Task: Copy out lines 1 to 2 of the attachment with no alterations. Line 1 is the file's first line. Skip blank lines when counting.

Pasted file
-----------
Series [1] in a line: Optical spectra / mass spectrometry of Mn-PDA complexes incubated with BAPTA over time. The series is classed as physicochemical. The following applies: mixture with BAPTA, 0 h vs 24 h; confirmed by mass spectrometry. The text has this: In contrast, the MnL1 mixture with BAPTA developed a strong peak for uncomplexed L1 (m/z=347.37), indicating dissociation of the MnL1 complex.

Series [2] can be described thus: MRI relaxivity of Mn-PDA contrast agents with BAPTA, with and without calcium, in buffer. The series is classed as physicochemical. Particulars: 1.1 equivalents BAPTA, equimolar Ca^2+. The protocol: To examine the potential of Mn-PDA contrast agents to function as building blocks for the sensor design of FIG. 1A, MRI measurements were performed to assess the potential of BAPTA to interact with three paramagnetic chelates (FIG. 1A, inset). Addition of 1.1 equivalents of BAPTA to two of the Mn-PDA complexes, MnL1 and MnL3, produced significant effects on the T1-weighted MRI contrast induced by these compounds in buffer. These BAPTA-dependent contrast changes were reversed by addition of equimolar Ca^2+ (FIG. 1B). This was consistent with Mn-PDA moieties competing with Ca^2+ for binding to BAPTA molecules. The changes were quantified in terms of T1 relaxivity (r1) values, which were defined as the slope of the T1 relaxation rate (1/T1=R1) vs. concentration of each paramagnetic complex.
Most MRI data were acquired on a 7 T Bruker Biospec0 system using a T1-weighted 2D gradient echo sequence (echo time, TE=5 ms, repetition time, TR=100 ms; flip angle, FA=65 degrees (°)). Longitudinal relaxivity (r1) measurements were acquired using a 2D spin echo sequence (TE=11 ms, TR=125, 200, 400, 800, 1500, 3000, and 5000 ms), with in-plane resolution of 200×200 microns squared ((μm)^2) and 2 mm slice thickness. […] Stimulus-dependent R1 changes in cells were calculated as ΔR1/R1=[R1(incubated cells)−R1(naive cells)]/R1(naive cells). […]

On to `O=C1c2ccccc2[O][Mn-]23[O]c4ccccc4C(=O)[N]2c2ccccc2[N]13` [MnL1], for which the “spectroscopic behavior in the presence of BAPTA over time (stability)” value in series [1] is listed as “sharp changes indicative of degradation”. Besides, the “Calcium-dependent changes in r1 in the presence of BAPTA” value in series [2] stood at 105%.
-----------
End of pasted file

Series [1] in a line: Optical spectra / mass spectrometry of Mn-PDA complexes incubated with BAPTA over time. The series is classed as physicochemical. The following applies: mixture with BAPTA, 0 h vs 24 h; confirmed by mass spectrometry. The text has this: In contrast, the MnL1 mixture with BAPTA developed a strong peak for uncomplexed L1 (m/z=347.37), indicating dissociation of the MnL1 complex.

Series [2] can be described thus: MRI relaxivity of Mn-PDA contrast agents with BAPTA, with and without calcium, in buffer. The series is classed as physicochemical. Particulars: 1.1 equivalents BAPTA, equimolar Ca^2+. The protocol: To examine the potential of Mn-PDA contrast agents to function as building blocks for the sensor design of FIG. 1A, MRI measurements were performed to assess the potential of BAPTA to interact with three paramagnetic chelates (FIG. 1A, inset). Addition of 1.1 equivalents of BAPTA to two of the Mn-PDA complexes, MnL1 and MnL3, produced significant effects on the T1-weighted MRI contrast induced by these compounds in buffer. These BAPTA-dependent contrast changes were reversed by addition of equimolar Ca^2+ (FIG. 1B). This was consistent with Mn-PDA moieties competing with Ca^2+ for binding to BAPTA molecules. The changes were quantified in terms of T1 relaxivity (r1) values, which were defined as the slope of the T1 relaxation rate (1/T1=R1) vs. concentration of each paramagnetic complex.